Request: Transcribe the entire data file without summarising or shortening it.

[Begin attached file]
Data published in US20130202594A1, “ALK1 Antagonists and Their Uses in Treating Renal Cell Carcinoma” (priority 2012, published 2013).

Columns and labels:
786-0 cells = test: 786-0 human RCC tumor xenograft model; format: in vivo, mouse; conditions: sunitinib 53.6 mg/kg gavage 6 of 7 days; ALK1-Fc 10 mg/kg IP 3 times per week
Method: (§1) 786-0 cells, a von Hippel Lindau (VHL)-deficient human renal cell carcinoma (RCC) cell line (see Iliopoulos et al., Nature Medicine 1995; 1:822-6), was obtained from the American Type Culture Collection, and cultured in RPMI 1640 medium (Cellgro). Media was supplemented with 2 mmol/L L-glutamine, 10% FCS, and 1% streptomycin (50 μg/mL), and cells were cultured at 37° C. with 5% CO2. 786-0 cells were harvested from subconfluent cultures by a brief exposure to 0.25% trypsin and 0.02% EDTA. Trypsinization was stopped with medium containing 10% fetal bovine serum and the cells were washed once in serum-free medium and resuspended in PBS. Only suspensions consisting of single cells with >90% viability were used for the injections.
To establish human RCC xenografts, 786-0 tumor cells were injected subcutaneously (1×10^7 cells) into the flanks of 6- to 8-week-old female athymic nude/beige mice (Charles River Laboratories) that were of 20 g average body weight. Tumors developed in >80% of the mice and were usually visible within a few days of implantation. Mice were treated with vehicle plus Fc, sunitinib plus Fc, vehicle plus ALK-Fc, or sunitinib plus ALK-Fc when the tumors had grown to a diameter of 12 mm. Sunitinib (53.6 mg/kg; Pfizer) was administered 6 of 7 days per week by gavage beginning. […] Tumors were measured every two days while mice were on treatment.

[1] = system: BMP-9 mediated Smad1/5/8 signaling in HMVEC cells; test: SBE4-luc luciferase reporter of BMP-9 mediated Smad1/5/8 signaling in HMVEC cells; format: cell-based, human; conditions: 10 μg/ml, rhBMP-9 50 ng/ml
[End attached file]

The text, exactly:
Data published in US20130202594A1, “ALK1 Antagonists and Their Uses in Treating Renal Cell Carcinoma” (priority 2012, published 2013).

Columns and labels:
786-0 cells = test: 786-0 human RCC tumor xenograft model; format: in vivo, mouse; conditions: sunitinib 53.6 mg/kg gavage 6 of 7 days; ALK1-Fc 10 mg/kg IP 3 times per week
Method: (§1) 786-0 cells, a von Hippel Lindau (VHL)-deficient human renal cell carcinoma (RCC) cell line (see Iliopoulos et al., Nature Medicine 1995; 1:822-6), was obtained from the American Type Culture Collection, and cultured in RPMI 1640 medium (Cellgro). Media was supplemented with 2 mmol/L L-glutamine, 10% FCS, and 1% streptomycin (50 μg/mL), and cells were cultured at 37° C. with 5% CO2. 786-0 cells were harvested from subconfluent cultures by a brief exposure to 0.25% trypsin and 0.02% EDTA. Trypsinization was stopped with medium containing 10% fetal bovine serum and the cells were washed once in serum-free medium and resuspended in PBS. Only suspensions consisting of single cells with >90% viability were used for the injections.
To establish human RCC xenografts, 786-0 tumor cells were injected subcutaneously (1×10^7 cells) into the flanks of 6- to 8-week-old female athymic nude/beige mice (Charles River Laboratories) that were of 20 g average body weight. Tumors developed in >80% of the mice and were usually visible within a few days of implantation. Mice were treated with vehicle plus Fc, sunitinib plus Fc, vehicle plus ALK-Fc, or sunitinib plus ALK-Fc when the tumors had grown to a diameter of 12 mm. Sunitinib (53.6 mg/kg; Pfizer) was administered 6 of 7 days per week by gavage beginning. […] Tumors were measured every two days while mice were on treatment.

[1] = system: BMP-9 mediated Smad1/5/8 signaling in HMVEC cells; test: SBE4-luc luciferase reporter of BMP-9 mediated Smad1/5/8 signaling in HMVEC cells; format: cell-based, human; conditions: 10 μg/ml, rhBMP-9 50 ng/ml